Superior Court reverses order on construction job reimbursement

By Jim Boyle | Oct 15, 2014

A former vice president of a construction firm must reimburse his former company for the

materials purchased from third party vendors during a renovation on his own home, according to an order from a three-judge panel of the Superior Court of Pennsylvania.

The decision reverses an order from the Blair County Court of Common Pleas, which originally ruled that James Ritchey owed Mid-Land Construction $28,000 for materials used in the company's own inventory. The court sided with Ritchey that the third party materials was a mutual benefit for both parties, and reimbursing Mid-State would constitute a windfall for the contractor.

According to the court opinion, written by Judge Paula Francisco Ott, Ritchey had permission to use Mid-State Construction's materials and labor to perform renovations on his new home during a slow period for construction jobs. Mid_state claimed an oral agreement existed that said Ritchey would reimburse the company for the work, a total of $74,000. Ritchey argued that the $74,000 counted as a bonus due to him as vice president of the general contractor.

The Blair County Court of Common Pleas judge ruled in August 2013 that no oral contract existed, but Ritchey had been unjustly enriched by using Mid-State's inventory, ordering a reimbursement of $28,000. The use of more than $16,000 in third party materials held a mutual benefit for both parties, the judge said, because it allowed Mid-State to maintain a strong professional relationship with the suppliers during the slow period.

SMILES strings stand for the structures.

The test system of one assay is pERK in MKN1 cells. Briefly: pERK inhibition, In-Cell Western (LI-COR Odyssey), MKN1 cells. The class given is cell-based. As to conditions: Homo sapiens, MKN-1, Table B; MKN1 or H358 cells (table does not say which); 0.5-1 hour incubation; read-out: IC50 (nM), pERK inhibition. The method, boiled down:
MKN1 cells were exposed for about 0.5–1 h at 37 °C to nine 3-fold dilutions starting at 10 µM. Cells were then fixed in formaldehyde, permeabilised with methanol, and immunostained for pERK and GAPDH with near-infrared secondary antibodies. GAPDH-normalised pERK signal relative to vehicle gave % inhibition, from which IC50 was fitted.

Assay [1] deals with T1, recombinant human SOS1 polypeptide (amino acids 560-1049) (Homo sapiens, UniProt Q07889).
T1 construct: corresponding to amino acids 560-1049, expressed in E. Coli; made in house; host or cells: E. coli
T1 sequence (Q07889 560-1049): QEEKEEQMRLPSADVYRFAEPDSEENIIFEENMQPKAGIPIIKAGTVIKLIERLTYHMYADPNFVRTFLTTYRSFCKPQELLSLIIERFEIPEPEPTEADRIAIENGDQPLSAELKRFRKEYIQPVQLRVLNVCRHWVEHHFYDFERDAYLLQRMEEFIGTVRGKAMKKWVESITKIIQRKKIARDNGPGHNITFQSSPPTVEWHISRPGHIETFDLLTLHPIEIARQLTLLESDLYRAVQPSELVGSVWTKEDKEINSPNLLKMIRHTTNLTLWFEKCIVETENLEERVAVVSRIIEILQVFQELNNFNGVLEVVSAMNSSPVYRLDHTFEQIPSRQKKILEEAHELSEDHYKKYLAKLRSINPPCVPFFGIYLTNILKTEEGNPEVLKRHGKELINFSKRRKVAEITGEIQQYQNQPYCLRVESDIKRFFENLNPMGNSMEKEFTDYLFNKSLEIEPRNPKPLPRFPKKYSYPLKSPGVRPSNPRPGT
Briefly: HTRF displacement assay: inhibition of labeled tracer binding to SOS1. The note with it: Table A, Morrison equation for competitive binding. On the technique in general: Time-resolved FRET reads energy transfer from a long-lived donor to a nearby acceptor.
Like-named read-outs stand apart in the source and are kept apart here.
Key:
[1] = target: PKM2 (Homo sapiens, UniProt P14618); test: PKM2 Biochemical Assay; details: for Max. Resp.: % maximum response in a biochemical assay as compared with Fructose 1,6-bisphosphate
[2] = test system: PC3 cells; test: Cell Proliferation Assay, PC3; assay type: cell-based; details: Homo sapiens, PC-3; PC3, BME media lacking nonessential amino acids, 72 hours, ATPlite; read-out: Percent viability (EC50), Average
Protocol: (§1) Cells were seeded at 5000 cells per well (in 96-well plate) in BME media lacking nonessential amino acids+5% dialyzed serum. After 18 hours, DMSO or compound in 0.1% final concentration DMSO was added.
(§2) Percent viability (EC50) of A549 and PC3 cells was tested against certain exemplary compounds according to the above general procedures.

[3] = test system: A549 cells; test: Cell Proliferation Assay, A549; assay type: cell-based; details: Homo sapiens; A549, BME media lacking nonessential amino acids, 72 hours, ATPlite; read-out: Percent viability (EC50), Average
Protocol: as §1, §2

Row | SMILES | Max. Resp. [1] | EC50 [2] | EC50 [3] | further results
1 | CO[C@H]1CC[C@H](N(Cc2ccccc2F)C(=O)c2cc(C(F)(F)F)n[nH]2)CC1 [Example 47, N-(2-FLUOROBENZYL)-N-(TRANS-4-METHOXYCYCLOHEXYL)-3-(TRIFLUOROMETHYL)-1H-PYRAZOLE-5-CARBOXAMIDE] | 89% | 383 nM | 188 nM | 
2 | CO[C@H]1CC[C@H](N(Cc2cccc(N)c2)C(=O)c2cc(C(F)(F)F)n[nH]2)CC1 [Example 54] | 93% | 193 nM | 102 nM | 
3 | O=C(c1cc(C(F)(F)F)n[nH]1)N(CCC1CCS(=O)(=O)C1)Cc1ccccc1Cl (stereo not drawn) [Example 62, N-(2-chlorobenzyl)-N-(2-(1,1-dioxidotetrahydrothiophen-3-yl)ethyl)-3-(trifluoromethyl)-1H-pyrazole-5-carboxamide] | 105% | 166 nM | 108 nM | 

Ott's opinion stated a lack of evidence regarding the benefit given to the companies, or the harm from a slowdown in business. The trial court's opinion that Mid-Land and Ritchey received a mutual benefit is unsupported by fact, the ruling says.

"There is no indication in either the certified record or in the trial court opinion how the more than $16,000 in materials provided to Ritchey was in any way roughly equivalent to the stated intangible benefit to Mid-State for continuing to do business with three suppliers," Ott wrote.

The trial court also said that the combined reimbursement for Mid-State's inventory and the third party supplies, including carpeting, plumbing and heating materials, would be approximately $44,000, while Ritchey re-sold the home for $40,000 more than what he paid. The negative difference constitutes a windfall for Mid-State, the lower court said.

The Superior Court argues that the sale of the home has no bearing on the money he owes to Mid-State. There is no explanation in the certified record for why Ritchey chose to sell the home and the accepted price, providing no connection between the sale and the use of Mid-State's corporate account to buy the third party materials.

"An award reimbursing Mid-State for the exact amount charged by Ritchey to Mid-State's account, to better Ritchey's real property, cannot be a windfall to Mid-State," says Ott. "At most, such an award merely returns Mid-State to the status quo."

Mid-State did not appeal the decision for non-reimbursement on the labor costs. The Superior Court rules that the company is owed $44,853 and has remanded the case back to the Blair County Court of Appeals for entry of a judgment consistent with the decision.

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